Benjamin Ebert is an associate member of the Broad Institute who participates in a Klarman Cell Observatory collaborative project that focuses on leukemia stem cells. Ebert is also an associate professor of medicine at Harvard Medical School and co-director of the Cancer Program at the Harvard Stem Cell Institute. Using a range of genomic technologies as well as classical cellular and molecular biology approaches, Ebert and his colleagues investigate the biology of specific human diseases, particularly hematopoietic malignancies and disorders of red blood cell production.
A major focus of Ebert’s laboratory is myelodysplastic syndrome (MDS), a pre-malignant disorder of hematopoietic stem cells that progresses to acute leukemia. In recent work, Ebert and his colleagues identified a gene that plays a central role in the changes that lead to 5q- syndrome, a subtype of MDS. Their findings revealed a molecular link between 5q- syndrome and congenital bone marrow failure syndromes such as Diamond-Blackfan anemia.
Ebert’s team is also actively involved in the identification and development of small molecules that could be useful for the treatment of cancer and hematologic disorders. They are studying compounds that induce fetal hemoglobin and could be useful for understanding sickle-cell anemia. In addition, Ebert and his colleagues are working on the identification and characterization of compounds that alter hematopoietic differentiation that could be useful for the treatment of cancer and non-malignant hematopoietic disorders.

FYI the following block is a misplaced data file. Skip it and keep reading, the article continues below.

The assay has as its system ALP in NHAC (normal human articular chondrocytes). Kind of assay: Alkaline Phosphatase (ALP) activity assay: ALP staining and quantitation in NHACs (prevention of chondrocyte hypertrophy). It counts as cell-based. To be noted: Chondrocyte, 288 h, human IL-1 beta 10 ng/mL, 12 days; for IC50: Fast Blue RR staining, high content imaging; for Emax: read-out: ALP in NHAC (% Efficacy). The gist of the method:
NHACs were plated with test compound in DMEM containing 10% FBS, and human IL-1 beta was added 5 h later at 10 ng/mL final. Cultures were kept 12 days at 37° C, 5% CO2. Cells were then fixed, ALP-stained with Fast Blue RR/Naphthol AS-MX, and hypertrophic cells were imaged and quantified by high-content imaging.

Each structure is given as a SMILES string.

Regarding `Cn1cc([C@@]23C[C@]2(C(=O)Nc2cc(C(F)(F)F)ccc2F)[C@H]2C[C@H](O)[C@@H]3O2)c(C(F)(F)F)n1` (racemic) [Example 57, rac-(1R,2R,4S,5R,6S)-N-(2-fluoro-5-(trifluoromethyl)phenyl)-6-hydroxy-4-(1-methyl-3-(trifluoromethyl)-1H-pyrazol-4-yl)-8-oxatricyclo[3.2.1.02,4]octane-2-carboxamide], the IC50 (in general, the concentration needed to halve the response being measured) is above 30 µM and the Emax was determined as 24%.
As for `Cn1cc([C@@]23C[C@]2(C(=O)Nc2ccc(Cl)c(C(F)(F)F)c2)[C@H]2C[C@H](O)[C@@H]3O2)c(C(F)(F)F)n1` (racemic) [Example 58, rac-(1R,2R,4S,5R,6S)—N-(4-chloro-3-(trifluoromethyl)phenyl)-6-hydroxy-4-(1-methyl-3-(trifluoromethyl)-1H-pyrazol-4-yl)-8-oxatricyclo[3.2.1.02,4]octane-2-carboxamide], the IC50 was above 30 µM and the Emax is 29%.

Ebert received a bachelor's degree from Williams College, a doctorate from Oxford University on a Rhodes Scholarship, and an M.D. from Harvard Medical School. He completed a residency in internal medicine at Massachusetts General Hospital and a fellowship in hematology/oncology at the Dana-Farber Cancer Institute before pursuing postdoctoral research at the Broad Institute.